The implications of a good wi-fi app for the Olympus OM-D E-M5

Firstly here are two posts that I composed on my iPad earlier today and posted straight to my blogger account. They are self-explanatory. 

I've been spending some time over the past couple of days working with the Olympus Image Share Wi-Fi App. and using it with my Olympus OM-D E-M5 II and my iPad and Panasonic CM1 smartphone. I've already written about it in a couple of posts and used it.

Now both Panasonic and Olympus have very decent Apps. that work well and add useful and workable options to their cameras. And from what I've seen, both these m4/3 manufacturers are class leaders in this currently. I've already written about the Panasonic Image App. in previous posts and how good it is. (I think it's actually better than the Olympus Image Share, but this is a close second.)

To begin with, it's easy to set up and works every time I've used it. Which is more than I can say for the Sony, Fuji and Leica apps. I've used, which are all seriously flawed, inadequate and a total pain to use. The Olympus version however is VERY useful and opens up all sorts of possibilities. It integrates well with the camera and my phone and tablet. One is an Android phone the other an iPad, so both platforms work well and are in fact pretty much identical in operation. And they both work very well for video as well as stills. Plus switching between those is easy.

So already there's an advantage over some of their competitors.

Just a few of the things I've discovered so far.

  • I can control the basic functions of the camera from my tablet or phone.
  • I can download the images from the camera to my devices, simply and quickly. Even at full resolution.
  • From there I can send them wherever I want. Social Media, Image Libraries or my Cloud accounts.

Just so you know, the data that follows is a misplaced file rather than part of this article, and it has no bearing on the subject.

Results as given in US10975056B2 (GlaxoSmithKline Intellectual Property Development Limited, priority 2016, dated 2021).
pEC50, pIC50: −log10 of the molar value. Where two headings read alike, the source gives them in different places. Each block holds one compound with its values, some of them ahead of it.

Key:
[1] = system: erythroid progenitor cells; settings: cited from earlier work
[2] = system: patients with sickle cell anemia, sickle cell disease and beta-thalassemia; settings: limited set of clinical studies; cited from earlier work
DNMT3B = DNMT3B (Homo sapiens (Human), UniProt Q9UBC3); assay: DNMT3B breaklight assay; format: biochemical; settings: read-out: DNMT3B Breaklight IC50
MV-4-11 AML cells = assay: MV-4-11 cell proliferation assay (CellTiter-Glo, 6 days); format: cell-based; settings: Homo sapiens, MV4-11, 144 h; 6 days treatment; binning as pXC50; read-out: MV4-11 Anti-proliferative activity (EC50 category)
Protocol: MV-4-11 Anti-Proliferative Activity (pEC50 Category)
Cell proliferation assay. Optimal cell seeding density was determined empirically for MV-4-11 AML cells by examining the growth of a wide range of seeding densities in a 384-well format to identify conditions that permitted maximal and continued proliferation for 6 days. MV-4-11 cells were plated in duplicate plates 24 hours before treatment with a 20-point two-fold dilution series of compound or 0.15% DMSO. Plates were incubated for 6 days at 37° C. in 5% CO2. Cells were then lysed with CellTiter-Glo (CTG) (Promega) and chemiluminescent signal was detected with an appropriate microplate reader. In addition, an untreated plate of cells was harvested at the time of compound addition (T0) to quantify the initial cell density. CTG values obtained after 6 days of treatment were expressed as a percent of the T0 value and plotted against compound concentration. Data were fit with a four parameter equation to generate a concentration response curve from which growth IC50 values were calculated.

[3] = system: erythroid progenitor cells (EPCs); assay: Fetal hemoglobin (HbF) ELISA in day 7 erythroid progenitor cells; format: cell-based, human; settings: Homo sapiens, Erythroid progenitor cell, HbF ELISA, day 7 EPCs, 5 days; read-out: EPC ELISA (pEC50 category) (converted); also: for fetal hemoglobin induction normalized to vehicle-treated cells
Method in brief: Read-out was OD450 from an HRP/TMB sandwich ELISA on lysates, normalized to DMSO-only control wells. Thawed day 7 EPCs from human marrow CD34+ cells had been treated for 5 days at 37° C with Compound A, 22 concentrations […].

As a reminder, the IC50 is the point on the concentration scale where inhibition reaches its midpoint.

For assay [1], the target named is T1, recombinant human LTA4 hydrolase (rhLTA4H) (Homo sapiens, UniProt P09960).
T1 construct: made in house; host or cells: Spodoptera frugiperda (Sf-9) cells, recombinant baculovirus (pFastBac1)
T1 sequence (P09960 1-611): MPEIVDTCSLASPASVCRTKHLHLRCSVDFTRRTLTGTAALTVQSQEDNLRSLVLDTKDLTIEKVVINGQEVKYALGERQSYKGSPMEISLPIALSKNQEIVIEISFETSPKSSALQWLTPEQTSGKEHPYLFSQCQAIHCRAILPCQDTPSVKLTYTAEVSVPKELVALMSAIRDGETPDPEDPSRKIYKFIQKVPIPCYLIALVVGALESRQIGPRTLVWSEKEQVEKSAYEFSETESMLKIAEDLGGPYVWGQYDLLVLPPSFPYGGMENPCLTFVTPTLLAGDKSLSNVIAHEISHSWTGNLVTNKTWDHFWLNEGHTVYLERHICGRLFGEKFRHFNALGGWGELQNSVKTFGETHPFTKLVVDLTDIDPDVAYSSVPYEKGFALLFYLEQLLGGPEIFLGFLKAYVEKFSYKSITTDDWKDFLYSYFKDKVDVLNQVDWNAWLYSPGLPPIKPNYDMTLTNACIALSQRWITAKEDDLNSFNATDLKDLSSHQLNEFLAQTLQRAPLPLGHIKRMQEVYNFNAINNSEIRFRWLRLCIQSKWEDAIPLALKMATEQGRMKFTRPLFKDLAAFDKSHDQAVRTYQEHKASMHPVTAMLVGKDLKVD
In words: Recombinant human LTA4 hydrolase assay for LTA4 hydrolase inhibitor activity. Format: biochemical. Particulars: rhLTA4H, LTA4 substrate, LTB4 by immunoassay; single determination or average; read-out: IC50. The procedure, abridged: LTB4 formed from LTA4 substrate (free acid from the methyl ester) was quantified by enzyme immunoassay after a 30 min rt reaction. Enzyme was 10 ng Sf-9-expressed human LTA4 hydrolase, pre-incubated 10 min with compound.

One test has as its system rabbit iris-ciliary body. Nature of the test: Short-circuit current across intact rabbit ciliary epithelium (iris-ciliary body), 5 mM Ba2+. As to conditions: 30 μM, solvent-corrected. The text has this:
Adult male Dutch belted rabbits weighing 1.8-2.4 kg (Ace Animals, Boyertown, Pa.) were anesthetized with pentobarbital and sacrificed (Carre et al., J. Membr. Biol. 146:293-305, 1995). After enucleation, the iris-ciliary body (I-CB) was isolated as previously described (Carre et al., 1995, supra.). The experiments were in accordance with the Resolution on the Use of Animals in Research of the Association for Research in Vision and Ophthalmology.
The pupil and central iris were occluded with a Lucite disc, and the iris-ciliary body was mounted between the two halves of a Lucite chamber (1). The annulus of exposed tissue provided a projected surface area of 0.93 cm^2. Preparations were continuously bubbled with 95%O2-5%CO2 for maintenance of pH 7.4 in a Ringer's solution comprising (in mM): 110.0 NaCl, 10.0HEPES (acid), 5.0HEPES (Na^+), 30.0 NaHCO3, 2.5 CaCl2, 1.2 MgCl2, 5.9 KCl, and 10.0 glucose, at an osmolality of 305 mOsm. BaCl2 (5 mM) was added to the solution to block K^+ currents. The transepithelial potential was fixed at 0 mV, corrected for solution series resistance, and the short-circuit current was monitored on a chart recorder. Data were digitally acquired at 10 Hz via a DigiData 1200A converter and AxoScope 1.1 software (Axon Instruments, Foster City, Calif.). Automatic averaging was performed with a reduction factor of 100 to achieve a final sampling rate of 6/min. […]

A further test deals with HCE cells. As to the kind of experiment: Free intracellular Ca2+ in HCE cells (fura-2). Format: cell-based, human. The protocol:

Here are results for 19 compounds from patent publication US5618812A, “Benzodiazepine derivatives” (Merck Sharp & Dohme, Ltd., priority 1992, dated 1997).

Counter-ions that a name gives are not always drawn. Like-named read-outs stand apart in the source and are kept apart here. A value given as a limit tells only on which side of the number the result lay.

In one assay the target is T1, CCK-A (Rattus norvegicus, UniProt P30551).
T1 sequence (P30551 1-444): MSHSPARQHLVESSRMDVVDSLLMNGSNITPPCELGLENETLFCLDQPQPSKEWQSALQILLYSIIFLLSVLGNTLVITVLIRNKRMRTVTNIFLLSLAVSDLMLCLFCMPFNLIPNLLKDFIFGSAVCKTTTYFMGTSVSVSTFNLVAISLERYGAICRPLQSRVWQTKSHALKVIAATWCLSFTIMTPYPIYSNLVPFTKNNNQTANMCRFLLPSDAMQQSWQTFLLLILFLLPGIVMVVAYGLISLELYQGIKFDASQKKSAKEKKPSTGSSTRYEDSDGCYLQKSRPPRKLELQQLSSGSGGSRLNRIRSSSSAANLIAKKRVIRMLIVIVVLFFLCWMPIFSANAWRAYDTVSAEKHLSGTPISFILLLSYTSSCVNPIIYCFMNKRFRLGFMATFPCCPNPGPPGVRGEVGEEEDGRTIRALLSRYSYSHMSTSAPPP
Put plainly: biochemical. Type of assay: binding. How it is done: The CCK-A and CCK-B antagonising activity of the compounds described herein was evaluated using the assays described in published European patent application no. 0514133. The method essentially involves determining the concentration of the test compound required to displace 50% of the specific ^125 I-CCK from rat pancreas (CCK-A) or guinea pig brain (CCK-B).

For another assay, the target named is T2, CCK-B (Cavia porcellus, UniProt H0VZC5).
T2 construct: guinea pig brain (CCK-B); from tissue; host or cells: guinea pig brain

• One little bonus is that manual focusing via my iPad screen is a lot easier, quicker and simpler that using the Olympus OM-D E-M5 II camera itself, either EVF or screen .
  • Another bonus is that when I'm shooting video footage, because I'm triggering it from an external device, there is no vibration as there would be if I press the red video button. This may seem a small thing but it means ALL of the footage is usable.
  • Composing on my iPad is a lot better than using the cameras EVF or view screen.
  • Being an external device it's portable and flexible in terms of my positioning. I'm not 'chained to the camera.'

In one of the blogger posts above I wrote about the small footprint tethering that this enables. It's mobile, easy to work with and a lot more portable than carrying a computer + monitor or even a laptop around. Plus with the aforementioned ability to use an iPad virtually anywhere and show other people what's going on etc. it's a really nice system for a location shoot. Because we don't all have teams of assistants carrying this stuff around and setting it up for us. 

As well as a location system it also works very well as a small-scale studio system. And coupled with the OM-D E-M5 II's high-res mode, this has all sorts of attractions for studio, still-life and product photography. And the advantages over lots of other seriously expensive and cumbersome tethering systems, up to and including medium-format are obvious. With the cameras ability to shoot 64MP raw files, this app. and a decent tablet, all of a sudden all sorts of professional photography workflow suddenly got a lot simpler.